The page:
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Among the many mysteries surrounding prostate cancer has been one involving fusion genes in prostate cancer cells that has a role in promoting cancer growth, but no one has known how it works. Now researchers at Weill Cornell Medical College have discovered a gene mutation in these cells and how it works to turn abnormal cell growth on and off.
Cancer is, by definition, a disease caused by the uncontrolled reproduction and division of abnormal cells in one or more parts of the body. Therefore, one goal of cancer research is to find ways to stop this uncontrolled growth of cancer cells. Much of the research in this area has focused on prostate cancer, genetics, and lifestyle, as well as the role of genes and an increase in prostate cancer risk.
Scientists now have some clues concerning cancer growth with the discovery that the mutation of the fusion gene, which appears in up to 50% of all prostate cancer cells, is formed in a way that it can turn the switch on thousands of genes and promote uncontrolled growth.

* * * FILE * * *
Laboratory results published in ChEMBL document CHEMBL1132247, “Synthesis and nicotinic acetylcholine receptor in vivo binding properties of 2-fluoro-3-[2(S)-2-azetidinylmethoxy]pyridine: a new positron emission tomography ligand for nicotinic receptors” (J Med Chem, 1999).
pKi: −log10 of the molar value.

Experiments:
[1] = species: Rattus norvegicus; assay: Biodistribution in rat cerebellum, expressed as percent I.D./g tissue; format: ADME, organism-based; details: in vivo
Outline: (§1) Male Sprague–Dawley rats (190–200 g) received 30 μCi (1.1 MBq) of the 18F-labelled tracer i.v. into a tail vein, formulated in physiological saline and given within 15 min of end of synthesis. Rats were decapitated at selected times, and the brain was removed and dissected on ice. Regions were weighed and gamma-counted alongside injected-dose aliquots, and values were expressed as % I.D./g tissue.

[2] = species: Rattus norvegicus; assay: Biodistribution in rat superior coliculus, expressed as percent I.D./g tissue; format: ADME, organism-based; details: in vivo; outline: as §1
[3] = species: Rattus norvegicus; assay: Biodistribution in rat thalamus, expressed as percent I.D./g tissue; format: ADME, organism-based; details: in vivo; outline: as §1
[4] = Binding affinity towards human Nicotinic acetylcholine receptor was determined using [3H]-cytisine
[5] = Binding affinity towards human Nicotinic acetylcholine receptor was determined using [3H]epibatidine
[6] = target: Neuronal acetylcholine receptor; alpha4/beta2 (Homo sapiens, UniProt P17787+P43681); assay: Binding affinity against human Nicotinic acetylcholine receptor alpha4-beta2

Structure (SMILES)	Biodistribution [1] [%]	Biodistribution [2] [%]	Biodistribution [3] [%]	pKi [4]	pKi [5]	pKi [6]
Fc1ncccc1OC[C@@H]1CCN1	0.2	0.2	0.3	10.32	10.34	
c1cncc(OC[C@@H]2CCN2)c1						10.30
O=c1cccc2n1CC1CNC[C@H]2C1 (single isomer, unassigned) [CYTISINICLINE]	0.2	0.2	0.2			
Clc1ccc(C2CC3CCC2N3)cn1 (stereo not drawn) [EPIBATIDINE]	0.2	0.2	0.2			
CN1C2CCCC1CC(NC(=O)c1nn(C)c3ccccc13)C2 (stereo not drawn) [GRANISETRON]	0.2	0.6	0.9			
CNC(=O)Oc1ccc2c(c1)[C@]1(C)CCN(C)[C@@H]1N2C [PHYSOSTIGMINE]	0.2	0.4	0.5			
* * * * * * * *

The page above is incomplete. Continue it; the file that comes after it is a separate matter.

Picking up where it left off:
According to Dr. Mark A. Rubin, The Homer T. Hirst Professor of Oncology in Pathology and vice chair for experimental pathology at Weill Cornell Medical College, “This is likely a phenomenon that occurs in many types of cancers when oncogenic fusion genes are over-expressed.”
In other words, the mutated fusion gene is probably involved in turning on a lot of prostate cancer. But the good news is, this discovery could allow scientists to develop a way to turn the switches off. As Dr. Rubin noted, “This discovery could hold a lot of promise for cancer therapy.”
Read more in our Prostate Cancer Health Center.
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